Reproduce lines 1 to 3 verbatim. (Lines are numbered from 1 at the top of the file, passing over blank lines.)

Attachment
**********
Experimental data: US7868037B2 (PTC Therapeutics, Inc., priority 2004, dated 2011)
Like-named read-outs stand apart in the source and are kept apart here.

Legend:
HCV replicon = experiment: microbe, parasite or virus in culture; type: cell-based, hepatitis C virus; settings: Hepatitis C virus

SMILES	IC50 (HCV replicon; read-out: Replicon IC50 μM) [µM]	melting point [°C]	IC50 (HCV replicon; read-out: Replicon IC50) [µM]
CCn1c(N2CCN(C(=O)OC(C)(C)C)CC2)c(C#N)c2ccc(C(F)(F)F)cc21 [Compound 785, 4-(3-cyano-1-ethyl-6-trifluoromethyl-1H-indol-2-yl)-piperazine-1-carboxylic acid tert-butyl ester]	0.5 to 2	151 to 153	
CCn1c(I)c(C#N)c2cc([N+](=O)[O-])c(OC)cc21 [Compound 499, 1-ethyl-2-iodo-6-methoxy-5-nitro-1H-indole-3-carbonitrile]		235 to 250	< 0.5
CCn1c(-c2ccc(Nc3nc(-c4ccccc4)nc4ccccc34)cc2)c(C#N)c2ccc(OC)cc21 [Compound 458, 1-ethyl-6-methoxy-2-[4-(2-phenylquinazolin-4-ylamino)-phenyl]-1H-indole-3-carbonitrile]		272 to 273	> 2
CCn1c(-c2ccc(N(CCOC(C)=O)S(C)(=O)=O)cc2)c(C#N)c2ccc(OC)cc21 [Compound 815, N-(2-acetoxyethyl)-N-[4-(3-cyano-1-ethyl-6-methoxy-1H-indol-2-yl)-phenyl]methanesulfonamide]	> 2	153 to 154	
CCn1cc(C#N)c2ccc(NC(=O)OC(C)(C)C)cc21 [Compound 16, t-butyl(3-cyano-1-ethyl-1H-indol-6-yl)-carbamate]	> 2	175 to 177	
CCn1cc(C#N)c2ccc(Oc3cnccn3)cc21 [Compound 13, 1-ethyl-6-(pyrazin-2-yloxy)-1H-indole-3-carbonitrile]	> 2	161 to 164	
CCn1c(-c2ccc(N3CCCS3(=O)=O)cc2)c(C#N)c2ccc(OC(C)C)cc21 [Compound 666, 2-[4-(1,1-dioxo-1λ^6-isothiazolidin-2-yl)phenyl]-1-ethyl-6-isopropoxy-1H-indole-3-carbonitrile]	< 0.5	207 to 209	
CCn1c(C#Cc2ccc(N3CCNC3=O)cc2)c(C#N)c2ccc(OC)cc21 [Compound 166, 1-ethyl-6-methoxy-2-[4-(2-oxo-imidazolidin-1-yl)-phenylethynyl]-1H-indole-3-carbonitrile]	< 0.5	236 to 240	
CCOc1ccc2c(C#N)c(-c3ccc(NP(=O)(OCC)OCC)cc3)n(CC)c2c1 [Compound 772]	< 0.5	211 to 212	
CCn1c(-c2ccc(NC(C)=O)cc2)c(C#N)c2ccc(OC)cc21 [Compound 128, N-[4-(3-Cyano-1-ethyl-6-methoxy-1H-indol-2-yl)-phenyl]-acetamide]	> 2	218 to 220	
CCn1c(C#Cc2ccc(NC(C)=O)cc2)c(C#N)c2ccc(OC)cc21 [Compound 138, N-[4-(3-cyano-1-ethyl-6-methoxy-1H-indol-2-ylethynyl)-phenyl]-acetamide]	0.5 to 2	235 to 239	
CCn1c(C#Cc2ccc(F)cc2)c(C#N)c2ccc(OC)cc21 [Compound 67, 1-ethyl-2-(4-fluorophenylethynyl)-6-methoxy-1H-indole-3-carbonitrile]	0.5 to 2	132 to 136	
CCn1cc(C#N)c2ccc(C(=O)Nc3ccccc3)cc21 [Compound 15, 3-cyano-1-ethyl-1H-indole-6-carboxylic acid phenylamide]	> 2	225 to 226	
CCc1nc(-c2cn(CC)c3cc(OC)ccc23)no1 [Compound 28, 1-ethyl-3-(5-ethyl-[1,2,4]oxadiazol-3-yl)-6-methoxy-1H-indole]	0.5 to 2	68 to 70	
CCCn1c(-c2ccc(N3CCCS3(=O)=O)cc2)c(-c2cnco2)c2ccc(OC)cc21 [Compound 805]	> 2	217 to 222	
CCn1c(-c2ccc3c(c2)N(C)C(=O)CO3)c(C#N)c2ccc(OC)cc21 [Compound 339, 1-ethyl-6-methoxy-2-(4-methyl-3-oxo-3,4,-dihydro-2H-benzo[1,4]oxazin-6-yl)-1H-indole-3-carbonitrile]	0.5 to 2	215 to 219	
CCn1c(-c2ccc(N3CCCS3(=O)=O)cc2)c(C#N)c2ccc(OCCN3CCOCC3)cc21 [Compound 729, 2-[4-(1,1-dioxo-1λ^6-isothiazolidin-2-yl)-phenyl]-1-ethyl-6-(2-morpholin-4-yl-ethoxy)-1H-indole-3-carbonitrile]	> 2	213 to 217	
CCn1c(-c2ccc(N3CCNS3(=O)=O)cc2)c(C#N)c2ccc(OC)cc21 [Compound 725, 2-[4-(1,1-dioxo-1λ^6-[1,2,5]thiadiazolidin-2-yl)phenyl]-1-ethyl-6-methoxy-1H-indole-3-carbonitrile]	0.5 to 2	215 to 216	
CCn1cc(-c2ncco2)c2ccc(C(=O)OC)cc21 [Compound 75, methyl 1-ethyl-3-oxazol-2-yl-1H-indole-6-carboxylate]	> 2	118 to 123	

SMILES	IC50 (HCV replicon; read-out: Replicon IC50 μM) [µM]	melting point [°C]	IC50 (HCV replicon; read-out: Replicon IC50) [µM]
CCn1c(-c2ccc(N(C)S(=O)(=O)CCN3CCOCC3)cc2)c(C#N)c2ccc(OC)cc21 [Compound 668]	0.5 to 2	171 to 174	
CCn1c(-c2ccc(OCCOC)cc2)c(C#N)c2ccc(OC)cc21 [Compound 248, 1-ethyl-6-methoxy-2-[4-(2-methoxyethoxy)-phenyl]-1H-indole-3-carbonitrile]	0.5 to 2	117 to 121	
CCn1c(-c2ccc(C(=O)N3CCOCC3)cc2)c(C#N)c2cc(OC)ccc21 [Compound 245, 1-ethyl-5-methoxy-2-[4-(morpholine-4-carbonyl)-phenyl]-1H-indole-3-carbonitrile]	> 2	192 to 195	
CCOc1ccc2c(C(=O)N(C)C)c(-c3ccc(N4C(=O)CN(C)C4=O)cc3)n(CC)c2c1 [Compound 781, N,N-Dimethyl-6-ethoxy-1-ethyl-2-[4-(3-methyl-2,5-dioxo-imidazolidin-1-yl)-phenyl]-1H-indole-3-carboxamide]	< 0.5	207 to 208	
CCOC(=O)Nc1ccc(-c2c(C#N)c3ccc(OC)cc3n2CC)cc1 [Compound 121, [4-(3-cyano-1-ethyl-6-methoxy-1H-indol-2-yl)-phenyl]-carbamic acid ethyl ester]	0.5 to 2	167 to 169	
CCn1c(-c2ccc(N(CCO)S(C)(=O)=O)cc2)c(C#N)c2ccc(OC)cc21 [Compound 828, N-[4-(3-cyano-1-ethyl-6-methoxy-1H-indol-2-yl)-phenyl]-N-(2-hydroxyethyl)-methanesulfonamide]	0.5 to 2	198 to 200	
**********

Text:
Experimental data: US7868037B2 (PTC Therapeutics, Inc., priority 2004, dated 2011)
Like-named read-outs stand apart in the source and are kept apart here.

Legend: